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Software Architecture

Software Architecture

The Architecture Hamburger: Layers, Hexagons, Rings with Onion and Clean Architecture.

Henning Schwentner

September 13, 2023

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  3. @hschwentner Structured Programming Edsger Dijkstra Edgar Dijkstra: Go To Statement

    Considered Harmful callable unit callable unit callable unit
  4. @hschwentner Information Hiding David Parnas Programming R. Morris Techniques Editor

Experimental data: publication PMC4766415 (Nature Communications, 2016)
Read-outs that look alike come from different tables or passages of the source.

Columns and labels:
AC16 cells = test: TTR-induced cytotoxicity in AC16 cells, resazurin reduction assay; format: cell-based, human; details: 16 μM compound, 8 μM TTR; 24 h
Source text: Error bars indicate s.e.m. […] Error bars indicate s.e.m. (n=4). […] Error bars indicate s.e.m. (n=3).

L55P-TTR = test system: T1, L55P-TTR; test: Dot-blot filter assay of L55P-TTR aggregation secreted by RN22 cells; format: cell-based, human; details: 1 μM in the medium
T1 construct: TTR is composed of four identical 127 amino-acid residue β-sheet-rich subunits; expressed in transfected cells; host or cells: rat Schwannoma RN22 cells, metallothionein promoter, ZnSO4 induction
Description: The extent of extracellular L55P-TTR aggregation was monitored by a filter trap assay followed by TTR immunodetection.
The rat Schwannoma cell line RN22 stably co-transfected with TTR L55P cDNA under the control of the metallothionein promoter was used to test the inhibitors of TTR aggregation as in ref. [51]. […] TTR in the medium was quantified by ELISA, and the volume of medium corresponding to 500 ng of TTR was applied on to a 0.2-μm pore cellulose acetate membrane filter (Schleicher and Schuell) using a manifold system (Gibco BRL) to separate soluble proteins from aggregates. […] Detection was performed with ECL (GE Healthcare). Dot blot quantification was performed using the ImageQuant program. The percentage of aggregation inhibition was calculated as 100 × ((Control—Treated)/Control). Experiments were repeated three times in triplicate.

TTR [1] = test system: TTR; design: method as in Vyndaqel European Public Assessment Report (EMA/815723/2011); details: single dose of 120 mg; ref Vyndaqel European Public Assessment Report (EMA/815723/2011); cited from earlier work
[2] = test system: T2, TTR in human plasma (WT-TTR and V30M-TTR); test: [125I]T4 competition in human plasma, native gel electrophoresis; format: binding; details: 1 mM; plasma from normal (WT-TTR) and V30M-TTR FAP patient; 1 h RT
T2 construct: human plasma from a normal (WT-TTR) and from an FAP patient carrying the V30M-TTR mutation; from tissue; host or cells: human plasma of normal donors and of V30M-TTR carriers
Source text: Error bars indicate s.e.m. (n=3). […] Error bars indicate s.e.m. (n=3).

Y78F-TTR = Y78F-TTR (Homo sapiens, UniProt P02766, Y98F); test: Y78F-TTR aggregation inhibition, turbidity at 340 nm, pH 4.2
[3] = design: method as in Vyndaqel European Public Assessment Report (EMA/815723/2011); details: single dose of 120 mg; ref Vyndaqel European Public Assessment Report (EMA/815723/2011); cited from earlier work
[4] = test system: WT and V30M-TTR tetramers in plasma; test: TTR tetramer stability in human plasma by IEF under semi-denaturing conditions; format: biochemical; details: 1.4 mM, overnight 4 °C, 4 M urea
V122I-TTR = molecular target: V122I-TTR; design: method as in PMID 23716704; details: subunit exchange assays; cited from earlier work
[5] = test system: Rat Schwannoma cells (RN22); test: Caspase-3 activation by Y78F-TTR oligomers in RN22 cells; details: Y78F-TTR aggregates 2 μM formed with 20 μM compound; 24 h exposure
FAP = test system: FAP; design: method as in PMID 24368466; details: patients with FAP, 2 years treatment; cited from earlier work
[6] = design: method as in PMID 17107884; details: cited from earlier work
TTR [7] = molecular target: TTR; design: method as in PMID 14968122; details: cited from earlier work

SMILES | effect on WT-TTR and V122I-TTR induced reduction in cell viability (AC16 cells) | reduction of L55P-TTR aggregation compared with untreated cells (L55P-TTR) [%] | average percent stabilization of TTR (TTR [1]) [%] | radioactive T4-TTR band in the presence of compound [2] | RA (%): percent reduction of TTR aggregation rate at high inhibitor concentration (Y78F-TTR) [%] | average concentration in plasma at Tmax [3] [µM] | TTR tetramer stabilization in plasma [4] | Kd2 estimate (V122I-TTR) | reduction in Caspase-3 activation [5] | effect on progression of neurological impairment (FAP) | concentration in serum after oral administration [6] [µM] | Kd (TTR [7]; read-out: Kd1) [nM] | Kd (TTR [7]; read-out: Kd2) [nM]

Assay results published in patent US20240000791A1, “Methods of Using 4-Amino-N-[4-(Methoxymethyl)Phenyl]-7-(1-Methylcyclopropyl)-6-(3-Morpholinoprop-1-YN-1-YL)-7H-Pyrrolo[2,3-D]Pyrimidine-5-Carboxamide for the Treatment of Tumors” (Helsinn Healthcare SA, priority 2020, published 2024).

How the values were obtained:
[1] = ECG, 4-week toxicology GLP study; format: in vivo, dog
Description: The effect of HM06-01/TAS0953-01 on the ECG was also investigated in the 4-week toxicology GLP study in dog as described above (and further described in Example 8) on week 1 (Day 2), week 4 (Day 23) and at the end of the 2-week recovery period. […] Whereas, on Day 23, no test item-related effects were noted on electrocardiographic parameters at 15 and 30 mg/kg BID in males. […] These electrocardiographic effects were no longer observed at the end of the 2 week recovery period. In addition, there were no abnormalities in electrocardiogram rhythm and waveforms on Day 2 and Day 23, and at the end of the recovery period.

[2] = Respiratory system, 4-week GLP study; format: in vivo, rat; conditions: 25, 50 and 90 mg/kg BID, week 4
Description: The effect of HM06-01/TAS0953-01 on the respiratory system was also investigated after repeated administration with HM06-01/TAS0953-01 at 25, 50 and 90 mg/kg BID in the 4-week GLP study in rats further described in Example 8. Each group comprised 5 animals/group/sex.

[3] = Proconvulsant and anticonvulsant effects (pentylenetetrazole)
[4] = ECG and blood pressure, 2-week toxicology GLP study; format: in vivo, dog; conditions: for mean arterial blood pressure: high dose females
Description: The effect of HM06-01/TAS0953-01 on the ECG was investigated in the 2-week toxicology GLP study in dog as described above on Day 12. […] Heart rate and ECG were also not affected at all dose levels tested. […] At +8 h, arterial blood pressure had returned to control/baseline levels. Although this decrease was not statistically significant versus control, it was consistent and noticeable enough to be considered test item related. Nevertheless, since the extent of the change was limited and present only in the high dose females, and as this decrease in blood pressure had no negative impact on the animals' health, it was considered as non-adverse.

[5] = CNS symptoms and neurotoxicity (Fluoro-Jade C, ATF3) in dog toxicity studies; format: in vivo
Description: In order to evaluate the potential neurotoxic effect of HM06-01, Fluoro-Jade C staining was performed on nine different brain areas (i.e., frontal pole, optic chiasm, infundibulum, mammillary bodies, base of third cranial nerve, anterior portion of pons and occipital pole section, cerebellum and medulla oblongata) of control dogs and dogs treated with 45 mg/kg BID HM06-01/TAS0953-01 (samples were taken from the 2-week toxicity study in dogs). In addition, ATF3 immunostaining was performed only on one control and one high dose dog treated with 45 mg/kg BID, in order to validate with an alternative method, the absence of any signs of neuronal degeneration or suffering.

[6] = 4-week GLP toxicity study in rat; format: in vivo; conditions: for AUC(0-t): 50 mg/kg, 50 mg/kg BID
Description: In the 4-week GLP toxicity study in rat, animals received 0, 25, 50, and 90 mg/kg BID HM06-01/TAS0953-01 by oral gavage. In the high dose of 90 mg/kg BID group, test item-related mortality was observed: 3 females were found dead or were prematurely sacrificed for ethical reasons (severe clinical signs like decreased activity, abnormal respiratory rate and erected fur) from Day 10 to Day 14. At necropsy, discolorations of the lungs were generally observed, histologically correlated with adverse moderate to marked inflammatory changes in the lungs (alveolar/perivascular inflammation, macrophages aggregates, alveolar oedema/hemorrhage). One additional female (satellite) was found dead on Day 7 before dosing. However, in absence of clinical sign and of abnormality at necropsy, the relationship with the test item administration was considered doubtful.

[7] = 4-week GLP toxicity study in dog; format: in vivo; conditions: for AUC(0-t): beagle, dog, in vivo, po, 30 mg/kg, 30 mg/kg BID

On the Criteria To Be Used in Decomposing Systems into Modules D.L. Parnas Carnegie-Mellon University This paper discusses modularization as a mechanism for improving the flexibility and comprehensibility of a system while allowing the shortening of its development time. The effectiveness of a "modularization" is dependent upon the criteria used in dividing the system into modules. A system design problem is presented and both a conventional and unconventional decomposition are described. It is shown that the unconventional decompositions have distinct advantages for the goals outlined. The criteria used in arriving at the decom- positions are discussed. The unconventional decomposi- tion, if implemented with the conventional assumption that a module consists of one or more subroutines, will be less efficient in most cases. An alternative approach to implementation which does not have this effect is sketched. Key Words and Phrases: software, modules, modularity, software engineering, KWIC index, software design CR Categories: 4.0 Introduction A lucid statement of the philosophy of modular programming can be found in a 1970 textbook on the design of system programs by Gouthier and Pont [1, ¶I0.23], which we quote below: 1 A well-defined segmentation of the project effort ensures system modularity. Each task forms a separate, distinct program module. At implementation time each module and its inputs and outputs are well-defined, there is no confusion in the intended interface with other system modules. At checkout time the in- tegrity of the module is tested independently; there are few sche- duling problems in synchronizing the completion of several tasks before checkout can begin. Finally, the system is maintained in modular fashion; system errors and deficiencies can be traced to specific system modules, thus limiting the scope of detailed error searching. Usually nothing is said about the criteria to be used in dividing the system into modules. This paper will discuss that issue and, by means of examples, suggest some criteria which can be used in decomposing a system into modules. Copyright @ 1972, Association for Computing Machinery, Inc. General permission to republish, but not for profit, all or part of this material is granted, provided that reference is made to this publication, to its date of issue, and to the fact that reprinting privileges were granted by permission of the Association for Com- puting Machinery. Author's address: Department of Computer Science, Carnegie- Mellon University, Pittsburgh, PA 15213. A Brief Status Report The major advancement in the area of modular programming has been the development of coding techniques and assemblers which (l) allow one module to be written with little knowledge of the code in another module, and (2) allow modules to be reas- sembled and replaced without reassembly of the whole system. This facility is extremely valuable for the production of large pieces of code, but the systems most often used as examples of problem systems are highly- modularized programs and make use of the techniques mentioned above. 1 Reprinted by permission of Prentice-Hall, Englewood interface imple- mentation " #